Faculty Advisor

Justin Tiehen

Area of Study

Arts, Humanities and Social Sciences

Publication Date

Summer 2022


Recent existential-risk thinkers have noted that the analysis of the fine-tuning argument for God’s existence, and the analysis of certain forms of existential risk, employ similar types of reasoning. This paper argues that insofar as the “many worlds objection” undermines the inference to God’s existence from universal fine tuning, then a similar many worlds objection undermines the inference that historic risk of global nuclear catastrophe has been low from the lack of such a catastrophe having occurred in our world. A version of the fine-tuning argument applied to nuclear risk, The Nuclear Fine-Tuning Argument, utilizes the set of nuclear close calls to show that 1) conventional explanations fail to adequately explain how we have survived thus far and 2) the existence of many worlds provides an adequate explanation. This is because, if there are many worlds, observers are disproportionately more likely to reflect upon a world that hasn’t had a global nuclear catastrophe than upon one that has had a global nuclear catastrophe. This selection bias results from the catastrophic nature of such an event. This argument extends generally to all global catastrophic risks that both A) have been historic threats and B) would result in a significantly lower global population.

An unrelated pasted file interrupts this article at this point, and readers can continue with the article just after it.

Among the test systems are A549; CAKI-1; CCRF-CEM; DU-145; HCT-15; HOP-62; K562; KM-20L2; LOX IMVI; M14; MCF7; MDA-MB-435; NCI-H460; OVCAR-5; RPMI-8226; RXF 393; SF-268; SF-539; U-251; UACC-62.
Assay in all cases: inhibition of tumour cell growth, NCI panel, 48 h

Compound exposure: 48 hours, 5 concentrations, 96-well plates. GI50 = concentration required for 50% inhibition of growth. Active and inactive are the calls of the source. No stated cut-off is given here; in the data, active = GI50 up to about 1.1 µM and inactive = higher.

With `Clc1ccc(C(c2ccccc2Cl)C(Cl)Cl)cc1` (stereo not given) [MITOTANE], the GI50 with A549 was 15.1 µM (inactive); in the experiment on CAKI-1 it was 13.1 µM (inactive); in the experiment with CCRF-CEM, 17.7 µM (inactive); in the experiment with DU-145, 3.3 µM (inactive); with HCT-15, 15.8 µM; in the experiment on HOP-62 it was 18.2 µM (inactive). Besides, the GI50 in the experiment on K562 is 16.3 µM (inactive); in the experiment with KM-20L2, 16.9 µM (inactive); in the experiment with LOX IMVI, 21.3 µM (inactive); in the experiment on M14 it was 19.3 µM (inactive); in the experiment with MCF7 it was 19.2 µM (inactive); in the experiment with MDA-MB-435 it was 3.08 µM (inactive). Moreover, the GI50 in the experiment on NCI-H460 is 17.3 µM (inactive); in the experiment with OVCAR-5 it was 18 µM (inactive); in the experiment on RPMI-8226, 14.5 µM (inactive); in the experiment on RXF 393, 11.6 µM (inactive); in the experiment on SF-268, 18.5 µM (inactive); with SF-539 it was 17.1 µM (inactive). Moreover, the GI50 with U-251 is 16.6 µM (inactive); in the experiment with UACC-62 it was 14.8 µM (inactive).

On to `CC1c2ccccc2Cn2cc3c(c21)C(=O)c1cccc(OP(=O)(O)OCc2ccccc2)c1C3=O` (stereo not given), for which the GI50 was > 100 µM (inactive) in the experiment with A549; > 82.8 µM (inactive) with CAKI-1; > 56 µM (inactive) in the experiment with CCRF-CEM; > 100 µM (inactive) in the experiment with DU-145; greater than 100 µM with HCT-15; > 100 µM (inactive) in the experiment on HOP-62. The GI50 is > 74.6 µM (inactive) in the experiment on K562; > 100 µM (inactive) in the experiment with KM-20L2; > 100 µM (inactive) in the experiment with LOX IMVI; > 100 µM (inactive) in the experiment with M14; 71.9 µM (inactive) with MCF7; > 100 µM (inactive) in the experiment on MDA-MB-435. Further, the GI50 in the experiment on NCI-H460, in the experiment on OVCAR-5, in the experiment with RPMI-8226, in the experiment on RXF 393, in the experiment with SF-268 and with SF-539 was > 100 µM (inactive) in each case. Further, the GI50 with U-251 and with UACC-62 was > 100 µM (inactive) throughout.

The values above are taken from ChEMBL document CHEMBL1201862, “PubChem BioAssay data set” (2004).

Summer Research Grant


University of Puget Sound